The subject of today’s Points Interview is Dr. Ingrid Walker, discussing her new book, High: Drugs, Desire, and a Nation of Users (University of Washington Press, 2017). She has written and presented at length on the topic, including at a 2013 TEDx event. Follow her on Twitter.
Describe your book in terms your bartender could understand.
If I ask you to picture a drug user, chances are that you won’t envision yourself. But nearly everyone is a psychoactive drug user. If you start your day with coffee or tea, if you enjoy drinking in this bar, or if you use psychotherapeutics–antidepressants or anti-anxiety meds–you are a drug user. The question is, why don’t we see ourselves as users? Because some drugs are so socially accepted that they are invisible. And other drugs have been vilified to the point of monstrosity.
People in the United States have been bombarded with stories about good drugs and bad drugs, from Prozac to bath salts. But that distinction is cultural—we made it up. It reflects assumptions that are not based in science, social science, or even personal experience. In High I tell the story about how and why we have come to these misconceptions. My book traces the cultural context of how we got here, to a place that so misunderstands drugs and users. It also proposes what we can do to change this.
What do you think a bunch of alcohol and drug historians might find particularly interesting about your book?
I am a cultural studies scholar so my work observes cultural patterns and examines the systems that create them and their effect. High takes a view across three main cultural areas that have informed our misunderstandings about drugs and users over the last 30 years and considers how they work together. I interrogate the effects of prohibition and criminalization; medicalization’s double edge of pharmacological drug solutions and addiction; popular culture, media, and advertising’s reinforcement of divergent user stories, and the one issue that we don’t engage in our drug policy or public health: pleasure. It’s this cross-disciplinary look that, I think, makes the book accessible to a variety of readers. While academics will be familiar with the research in their area of expertise, I’ve found they also learn things from other chapters. But High works with a well-supported foundation of research that academics and other professional readers will recognize.
Specific to history, I trace some parallels that I haven’t read much about in historical circles, including the parallel of anti-drug media campaigns and the lifting of limits on pharmaceutical drug advertising in the 90’s. These media narratives work hand in hand with key policy decisions and a development of psychotherapeutics in health care. These are some of the reasons we have such powerful and uniformed images of drug users. The misinformation conveyed in this media has a powerful hold over the American imaginary.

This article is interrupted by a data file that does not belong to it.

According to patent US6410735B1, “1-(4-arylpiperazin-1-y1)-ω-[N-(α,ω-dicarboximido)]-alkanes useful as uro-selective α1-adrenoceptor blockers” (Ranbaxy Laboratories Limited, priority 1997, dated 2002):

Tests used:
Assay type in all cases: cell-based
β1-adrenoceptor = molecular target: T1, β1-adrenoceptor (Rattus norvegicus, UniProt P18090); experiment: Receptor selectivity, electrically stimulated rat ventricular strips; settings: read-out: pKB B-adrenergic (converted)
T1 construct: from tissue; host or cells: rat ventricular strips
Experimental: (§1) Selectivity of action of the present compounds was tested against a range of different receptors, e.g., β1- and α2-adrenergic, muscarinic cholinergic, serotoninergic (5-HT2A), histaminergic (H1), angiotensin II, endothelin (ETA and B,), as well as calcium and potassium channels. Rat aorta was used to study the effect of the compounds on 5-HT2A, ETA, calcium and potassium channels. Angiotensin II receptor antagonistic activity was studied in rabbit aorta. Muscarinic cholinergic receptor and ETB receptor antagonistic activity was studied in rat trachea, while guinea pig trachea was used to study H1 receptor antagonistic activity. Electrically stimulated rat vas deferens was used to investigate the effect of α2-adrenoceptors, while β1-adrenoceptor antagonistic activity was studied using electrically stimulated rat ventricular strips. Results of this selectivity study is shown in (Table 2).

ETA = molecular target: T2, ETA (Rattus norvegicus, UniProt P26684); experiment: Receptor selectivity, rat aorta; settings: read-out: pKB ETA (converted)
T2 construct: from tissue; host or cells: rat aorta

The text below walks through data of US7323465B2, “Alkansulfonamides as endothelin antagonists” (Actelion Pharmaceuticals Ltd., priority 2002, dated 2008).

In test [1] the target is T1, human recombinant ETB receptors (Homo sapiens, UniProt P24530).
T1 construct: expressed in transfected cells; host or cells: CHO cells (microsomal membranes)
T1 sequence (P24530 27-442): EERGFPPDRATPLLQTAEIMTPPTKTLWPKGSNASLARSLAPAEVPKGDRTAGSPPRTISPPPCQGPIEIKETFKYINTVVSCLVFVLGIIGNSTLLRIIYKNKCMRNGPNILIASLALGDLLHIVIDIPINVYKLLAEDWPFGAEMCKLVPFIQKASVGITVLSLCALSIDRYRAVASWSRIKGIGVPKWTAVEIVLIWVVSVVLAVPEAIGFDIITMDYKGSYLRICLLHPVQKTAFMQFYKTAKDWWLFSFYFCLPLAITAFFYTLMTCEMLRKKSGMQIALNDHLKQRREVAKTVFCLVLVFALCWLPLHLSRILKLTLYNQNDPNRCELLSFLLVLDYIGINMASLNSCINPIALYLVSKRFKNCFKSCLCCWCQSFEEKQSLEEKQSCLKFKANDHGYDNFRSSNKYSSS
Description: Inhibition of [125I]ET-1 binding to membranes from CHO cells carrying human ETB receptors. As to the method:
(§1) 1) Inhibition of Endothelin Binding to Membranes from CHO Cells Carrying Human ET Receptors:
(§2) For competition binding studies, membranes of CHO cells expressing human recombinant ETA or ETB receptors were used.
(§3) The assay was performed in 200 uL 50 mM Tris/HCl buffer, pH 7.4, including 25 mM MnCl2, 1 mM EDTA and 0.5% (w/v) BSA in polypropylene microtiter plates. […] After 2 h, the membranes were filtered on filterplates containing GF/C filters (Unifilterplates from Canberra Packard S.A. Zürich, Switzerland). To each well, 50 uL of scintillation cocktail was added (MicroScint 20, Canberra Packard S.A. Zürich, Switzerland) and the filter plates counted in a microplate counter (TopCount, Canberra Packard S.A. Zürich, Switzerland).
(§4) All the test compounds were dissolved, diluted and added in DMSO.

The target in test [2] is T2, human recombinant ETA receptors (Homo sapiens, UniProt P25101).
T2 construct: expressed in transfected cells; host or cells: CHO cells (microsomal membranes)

One of the important aspects of the book, for me, is the “Vox” narratives. These are a dozen user narratives that really upend some of our thinking about drugs and users. That first-person experience gives depth and humanity to this study. But the last chapter of the book is, for me, the key to rethinking drug policy and reframing addiction. It builds on data that shows that fewer than 10% of users of all drugs suffer substance abuse disorder (with the exception of cigarettes, which has a much higher statistic). If 90+% of users of all drugs are self-regulating, then we should be thinking about why and how they use drugs. The dominant answer? Pleasure. It is our unwillingness to engage users about pleasure and their other reasons for using that leads to bad policy, poor public health practices, and disasters like the current opiate crisis.
Now that the hard part is over, what is the thing YOU find most interesting about your book?
While I knew that the vast majority of drug users of all psychoactive drugs do not struggle with addiction, I was stunned by the numbers. Bear in mind I started this book 5 years ago, when few people in the US were talking about self-regulating drug use. Now, in international and national conferences I hear more of that. But, still, I find that some drug researchers approach drugs with very little first-hand experience. So, in many ways, they are operating with the same problematic narratives that have made Americans think that most users of heroin, methamphetamine, or cocaine are addicts.
Every research project leaves some stones unturned. What stone are you most curious to see turned over soon?
My next quest is to do more ethnographic work with self-regulating drug users. In a culture of criminalization, this is pretty difficult. It’s hard to get people to admit their illegal habits. That was the impetus for the book: 15 years ago I recognized that our cultural thinking about drug users was really misguided. But the question was: how do we unsilence users? There are attempts to do this anonymously like the Global Drug Survey or My Drug Story. Something I know from my own user experiences is that drug friend networks are places of powerful trust. So I hope to be able to find ways to speak more directly to drug users about their choices, use practices, and experiences.
BONUS QUESTION: In an audio version of this book, who should provide the narration?
Ofeibea Quist-Arcton is probably too busy covering most of west Africa for NPR. But honestly, she’s got the best voice in radio. I love how she closes her by-line with “Dakarrrr.” It’s like a challenge.
As much as I’d wish for the actor’s voice to have that gravitas, to cover the book you’d need a major narrator and a dozen side voice. So maybe an animation voice actor, like Kristen Schaal (Louise on Bob’s Burgers). Or maybe Ellen McLain. She’s the voice of GlaDOS in Portal. Hmm. Do you think Meryl Streep is available?